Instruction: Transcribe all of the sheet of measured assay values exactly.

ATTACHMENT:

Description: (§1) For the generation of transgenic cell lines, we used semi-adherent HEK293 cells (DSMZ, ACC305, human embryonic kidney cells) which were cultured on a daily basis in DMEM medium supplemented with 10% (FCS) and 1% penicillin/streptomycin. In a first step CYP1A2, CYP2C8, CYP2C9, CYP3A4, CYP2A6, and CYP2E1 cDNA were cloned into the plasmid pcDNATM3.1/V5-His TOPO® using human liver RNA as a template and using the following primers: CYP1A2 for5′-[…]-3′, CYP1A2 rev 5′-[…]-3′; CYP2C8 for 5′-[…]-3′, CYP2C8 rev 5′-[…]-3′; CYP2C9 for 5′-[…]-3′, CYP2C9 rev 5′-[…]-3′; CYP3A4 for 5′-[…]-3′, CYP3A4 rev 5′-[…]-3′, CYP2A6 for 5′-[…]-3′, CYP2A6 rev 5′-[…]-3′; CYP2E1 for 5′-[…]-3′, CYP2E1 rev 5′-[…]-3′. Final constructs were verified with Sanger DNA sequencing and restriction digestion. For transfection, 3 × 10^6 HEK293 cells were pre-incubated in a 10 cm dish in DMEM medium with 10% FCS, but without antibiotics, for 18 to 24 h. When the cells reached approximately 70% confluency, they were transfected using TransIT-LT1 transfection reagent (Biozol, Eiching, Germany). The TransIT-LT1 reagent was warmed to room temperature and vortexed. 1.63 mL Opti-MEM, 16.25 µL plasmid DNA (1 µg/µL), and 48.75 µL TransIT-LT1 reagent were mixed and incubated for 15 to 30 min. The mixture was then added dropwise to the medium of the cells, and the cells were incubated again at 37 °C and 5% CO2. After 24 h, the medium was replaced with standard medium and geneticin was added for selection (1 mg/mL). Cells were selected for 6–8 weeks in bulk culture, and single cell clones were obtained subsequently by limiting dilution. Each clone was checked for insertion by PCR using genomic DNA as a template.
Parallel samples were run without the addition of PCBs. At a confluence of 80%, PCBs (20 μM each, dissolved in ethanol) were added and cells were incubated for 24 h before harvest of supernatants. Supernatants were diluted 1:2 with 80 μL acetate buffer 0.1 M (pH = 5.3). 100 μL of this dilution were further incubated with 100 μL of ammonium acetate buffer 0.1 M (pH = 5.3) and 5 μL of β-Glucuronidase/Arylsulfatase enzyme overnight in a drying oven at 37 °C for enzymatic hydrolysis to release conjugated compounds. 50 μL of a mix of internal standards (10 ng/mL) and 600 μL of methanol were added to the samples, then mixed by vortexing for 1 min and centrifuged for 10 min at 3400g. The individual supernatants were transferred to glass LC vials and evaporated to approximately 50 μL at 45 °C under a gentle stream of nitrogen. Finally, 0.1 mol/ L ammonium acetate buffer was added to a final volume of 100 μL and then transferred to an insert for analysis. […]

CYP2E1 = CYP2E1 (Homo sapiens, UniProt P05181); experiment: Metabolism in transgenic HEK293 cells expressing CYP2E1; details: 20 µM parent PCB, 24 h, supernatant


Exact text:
Description: (§1) For the generation of transgenic cell lines, we used semi-adherent HEK293 cells (DSMZ, ACC305, human embryonic kidney cells) which were cultured on a daily basis in DMEM medium supplemented with 10% (FCS) and 1% penicillin/streptomycin. In a first step CYP1A2, CYP2C8, CYP2C9, CYP3A4, CYP2A6, and CYP2E1 cDNA were cloned into the plasmid pcDNATM3.1/V5-His TOPO® using human liver RNA as a template and using the following primers: CYP1A2 for5′-[…]-3′, CYP1A2 rev 5′-[…]-3′; CYP2C8 for 5′-[…]-3′, CYP2C8 rev 5′-[…]-3′; CYP2C9 for 5′-[…]-3′, CYP2C9 rev 5′-[…]-3′; CYP3A4 for 5′-[…]-3′, CYP3A4 rev 5′-[…]-3′, CYP2A6 for 5′-[…]-3′, CYP2A6 rev 5′-[…]-3′; CYP2E1 for 5′-[…]-3′, CYP2E1 rev 5′-[…]-3′. Final constructs were verified with Sanger DNA sequencing and restriction digestion. For transfection, 3 × 10^6 HEK293 cells were pre-incubated in a 10 cm dish in DMEM medium with 10% FCS, but without antibiotics, for 18 to 24 h. When the cells reached approximately 70% confluency, they were transfected using TransIT-LT1 transfection reagent (Biozol, Eiching, Germany). The TransIT-LT1 reagent was warmed to room temperature and vortexed. 1.63 mL Opti-MEM, 16.25 µL plasmid DNA (1 µg/µL), and 48.75 µL TransIT-LT1 reagent were mixed and incubated for 15 to 30 min. The mixture was then added dropwise to the medium of the cells, and the cells were incubated again at 37 °C and 5% CO2. After 24 h, the medium was replaced with standard medium and geneticin was added for selection (1 mg/mL). Cells were selected for 6–8 weeks in bulk culture, and single cell clones were obtained subsequently by limiting dilution. Each clone was checked for insertion by PCR using genomic DNA as a template.
Parallel samples were run without the addition of PCBs. At a confluence of 80%, PCBs (20 μM each, dissolved in ethanol) were added and cells were incubated for 24 h before harvest of supernatants. Supernatants were diluted 1:2 with 80 μL acetate buffer 0.1 M (pH = 5.3). 100 μL of this dilution were further incubated with 100 μL of ammonium acetate buffer 0.1 M (pH = 5.3) and 5 μL of β-Glucuronidase/Arylsulfatase enzyme overnight in a drying oven at 37 °C for enzymatic hydrolysis to release conjugated compounds. 50 μL of a mix of internal standards (10 ng/mL) and 600 μL of methanol were added to the samples, then mixed by vortexing for 1 min and centrifuged for 10 min at 3400g. The individual supernatants were transferred to glass LC vials and evaporated to approximately 50 μL at 45 °C under a gentle stream of nitrogen. Finally, 0.1 mol/ L ammonium acetate buffer was added to a final volume of 100 μL and then transferred to an insert for analysis. […]

CYP2E1 = CYP2E1 (Homo sapiens, UniProt P05181); experiment: Metabolism in transgenic HEK293 cells expressing CYP2E1; details: 20 µM parent PCB, 24 h, supernatant